Technology has vastly changed the educational landscape in recent decades. The introduction to the classroom of tablets, easy internet access, and learning management systems (LMS) has altered the way teachers present new material and students process it. Nevertheless, some things about formal schooling show no signs of changing anytime in the next couple generations. Children will always have to read and write. They will always be taught certain basics in math and history. And, at least based on how things currently stand, they will always have to write the expository essay.

The expository essay is both loved and hated by those in the education world. Some claim that it instructs children in the fundamentals of writing, instilling in them the central abilities to analyze, interpret, and tie everything together. Others deride expository essays as limiting and formulaic, arguing that it restricts a child’s writing ability and breeds generations of youngster’s who have no love for the art.

Regardless of your opinion, it’s hard to say that the expository essay is not conquerable. By being aware of its structure and following a few key steps, there’s really no reason why you can’t excel on your expository assignment – whether you love it or hate it. Here are some tips to keep in mind:

The Thesis is Everything
The most important part of writing a successful expository essay is coming up with a strong and clear thesis statement. The thesis must be arguable, you must be able to support it with evidence, and that evidence must be able to be broken down into body paragraphs. Ultimately, every element of the essay revolves around the thesis: the introduction builds to it, the body paragraphs aggregately support it, and the conclusion considers its implications.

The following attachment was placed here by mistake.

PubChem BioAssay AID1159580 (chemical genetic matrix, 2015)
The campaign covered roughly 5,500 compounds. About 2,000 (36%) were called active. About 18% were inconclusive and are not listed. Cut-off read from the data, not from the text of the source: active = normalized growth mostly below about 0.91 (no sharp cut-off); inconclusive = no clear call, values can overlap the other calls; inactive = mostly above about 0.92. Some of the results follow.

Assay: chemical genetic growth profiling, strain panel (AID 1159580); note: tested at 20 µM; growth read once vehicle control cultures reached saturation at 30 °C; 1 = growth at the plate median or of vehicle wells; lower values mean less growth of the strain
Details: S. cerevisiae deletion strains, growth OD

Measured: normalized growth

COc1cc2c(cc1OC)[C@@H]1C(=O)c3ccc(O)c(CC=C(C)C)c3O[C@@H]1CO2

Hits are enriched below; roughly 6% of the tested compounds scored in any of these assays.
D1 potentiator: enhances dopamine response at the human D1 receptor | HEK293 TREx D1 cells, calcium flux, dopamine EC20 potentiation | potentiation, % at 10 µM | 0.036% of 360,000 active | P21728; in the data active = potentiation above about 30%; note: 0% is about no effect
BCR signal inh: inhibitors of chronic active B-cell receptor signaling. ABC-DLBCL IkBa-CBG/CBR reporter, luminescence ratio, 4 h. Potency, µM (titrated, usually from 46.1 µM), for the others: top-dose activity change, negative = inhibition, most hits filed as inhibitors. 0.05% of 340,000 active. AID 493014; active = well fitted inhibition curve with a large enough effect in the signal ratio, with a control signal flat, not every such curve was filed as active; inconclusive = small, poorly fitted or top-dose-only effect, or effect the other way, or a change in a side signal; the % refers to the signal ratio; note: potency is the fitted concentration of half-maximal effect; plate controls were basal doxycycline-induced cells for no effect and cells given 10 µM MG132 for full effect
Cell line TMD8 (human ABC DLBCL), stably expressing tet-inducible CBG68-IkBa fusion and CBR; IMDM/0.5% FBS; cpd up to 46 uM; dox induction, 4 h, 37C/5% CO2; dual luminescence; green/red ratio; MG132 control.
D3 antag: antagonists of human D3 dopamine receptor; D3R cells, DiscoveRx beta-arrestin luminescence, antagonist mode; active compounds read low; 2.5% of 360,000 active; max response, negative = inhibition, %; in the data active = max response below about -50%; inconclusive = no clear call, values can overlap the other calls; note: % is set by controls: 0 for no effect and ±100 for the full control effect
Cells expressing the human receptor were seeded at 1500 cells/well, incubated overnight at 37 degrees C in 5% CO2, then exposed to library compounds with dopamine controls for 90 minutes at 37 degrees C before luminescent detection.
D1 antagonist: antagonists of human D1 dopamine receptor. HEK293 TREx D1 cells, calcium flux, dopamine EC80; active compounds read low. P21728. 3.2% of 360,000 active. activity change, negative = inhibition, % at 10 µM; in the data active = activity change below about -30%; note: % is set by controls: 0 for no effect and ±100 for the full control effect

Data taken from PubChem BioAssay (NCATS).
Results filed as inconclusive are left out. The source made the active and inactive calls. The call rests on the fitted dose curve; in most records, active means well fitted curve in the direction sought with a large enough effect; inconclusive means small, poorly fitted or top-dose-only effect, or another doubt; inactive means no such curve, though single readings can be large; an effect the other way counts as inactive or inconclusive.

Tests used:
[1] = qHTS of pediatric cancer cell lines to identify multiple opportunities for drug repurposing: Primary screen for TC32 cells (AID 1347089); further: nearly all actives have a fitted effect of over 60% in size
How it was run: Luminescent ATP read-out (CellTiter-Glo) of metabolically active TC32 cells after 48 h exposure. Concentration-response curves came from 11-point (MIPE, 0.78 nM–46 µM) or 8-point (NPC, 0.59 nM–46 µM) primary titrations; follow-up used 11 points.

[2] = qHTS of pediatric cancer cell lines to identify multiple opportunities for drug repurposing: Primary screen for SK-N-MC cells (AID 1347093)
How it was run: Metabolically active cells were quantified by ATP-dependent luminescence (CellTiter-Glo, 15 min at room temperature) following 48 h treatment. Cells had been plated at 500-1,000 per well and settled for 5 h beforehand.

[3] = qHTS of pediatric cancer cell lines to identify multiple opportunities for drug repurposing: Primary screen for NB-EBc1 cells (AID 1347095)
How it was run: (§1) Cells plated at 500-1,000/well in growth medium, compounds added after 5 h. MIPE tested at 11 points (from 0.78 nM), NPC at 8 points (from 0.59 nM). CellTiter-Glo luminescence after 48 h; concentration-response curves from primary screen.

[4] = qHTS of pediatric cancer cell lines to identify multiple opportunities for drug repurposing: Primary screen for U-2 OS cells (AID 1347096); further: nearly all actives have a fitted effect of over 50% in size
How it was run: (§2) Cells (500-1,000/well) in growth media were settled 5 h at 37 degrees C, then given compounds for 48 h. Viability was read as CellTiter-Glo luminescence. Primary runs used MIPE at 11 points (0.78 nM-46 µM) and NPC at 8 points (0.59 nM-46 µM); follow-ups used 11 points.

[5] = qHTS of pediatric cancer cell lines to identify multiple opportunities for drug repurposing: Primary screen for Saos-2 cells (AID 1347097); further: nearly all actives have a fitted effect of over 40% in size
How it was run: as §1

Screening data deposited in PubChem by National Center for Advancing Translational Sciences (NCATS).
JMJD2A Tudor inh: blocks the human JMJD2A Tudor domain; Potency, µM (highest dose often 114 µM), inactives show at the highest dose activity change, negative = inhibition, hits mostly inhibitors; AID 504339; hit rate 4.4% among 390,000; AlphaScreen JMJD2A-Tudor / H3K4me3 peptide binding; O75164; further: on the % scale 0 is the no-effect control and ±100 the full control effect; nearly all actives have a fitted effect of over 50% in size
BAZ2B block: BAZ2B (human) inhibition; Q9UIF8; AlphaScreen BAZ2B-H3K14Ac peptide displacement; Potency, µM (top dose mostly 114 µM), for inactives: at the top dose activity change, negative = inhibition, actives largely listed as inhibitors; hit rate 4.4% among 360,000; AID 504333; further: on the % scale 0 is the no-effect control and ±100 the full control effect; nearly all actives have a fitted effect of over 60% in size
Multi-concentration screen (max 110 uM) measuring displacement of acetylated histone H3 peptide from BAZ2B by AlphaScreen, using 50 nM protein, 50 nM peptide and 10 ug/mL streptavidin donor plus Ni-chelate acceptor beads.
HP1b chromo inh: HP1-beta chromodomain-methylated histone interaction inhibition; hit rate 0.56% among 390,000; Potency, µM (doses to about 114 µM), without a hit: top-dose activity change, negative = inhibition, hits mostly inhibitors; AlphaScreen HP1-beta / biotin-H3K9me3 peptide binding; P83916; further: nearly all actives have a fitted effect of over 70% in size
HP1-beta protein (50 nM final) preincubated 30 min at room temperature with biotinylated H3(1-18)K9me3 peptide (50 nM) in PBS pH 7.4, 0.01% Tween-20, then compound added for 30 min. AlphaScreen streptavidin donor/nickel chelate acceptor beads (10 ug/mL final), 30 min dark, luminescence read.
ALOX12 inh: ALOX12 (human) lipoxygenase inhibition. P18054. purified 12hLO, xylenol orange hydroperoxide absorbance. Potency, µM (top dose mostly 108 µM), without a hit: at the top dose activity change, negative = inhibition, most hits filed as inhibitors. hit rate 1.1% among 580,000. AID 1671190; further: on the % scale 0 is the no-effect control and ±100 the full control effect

Build Body Paragraphs Around Your Evidence
Whether your essay discusses a work of literature or a political controversy, you’re going to want to break it down into pieces of evidence in order to support your argument and fit the expository context. When planning a body paragraph, make sure to build it around that paragraph’s key piece of evidence. Then, set-up the evidence with a sentence beforehand and explain it with a sentence or two afterwards. Then, once the evidence is in the paragraph and enclosed by your analysis, add a topic and concluding sentence that best connect the evidence to your surrounding paragraphs and to the thesis.

Separate Yourself From the Rest
In the likely case that you’re writing this expository essay for a class, there’s a good chance that you’ll come up with a solid thesis and decent supporting paragraphs and a perfectly acceptable conclusion – just like many of your classmates. To truly separate yourself from the rest, look to make your transitions as smooth as possible and your conclusion as strong and far-reaching as you can. Organize your paragraphs in a way that naturally lead to seamless transitions for example, and don’t be afraid to discuss larger implications of your argument at the end of your conclusion. It is also helpful to have a wide repertoire of transitions from which to pull. If done right, your essay will be greatly strengthened as a result.

There are many other methods and means of improving your skills as an expository writer. Although a sometimes boring and formulaic essay approach, the expository assignment certainly forces you to think about structure. In any piece of writing, it’s undeniably an important component to consider.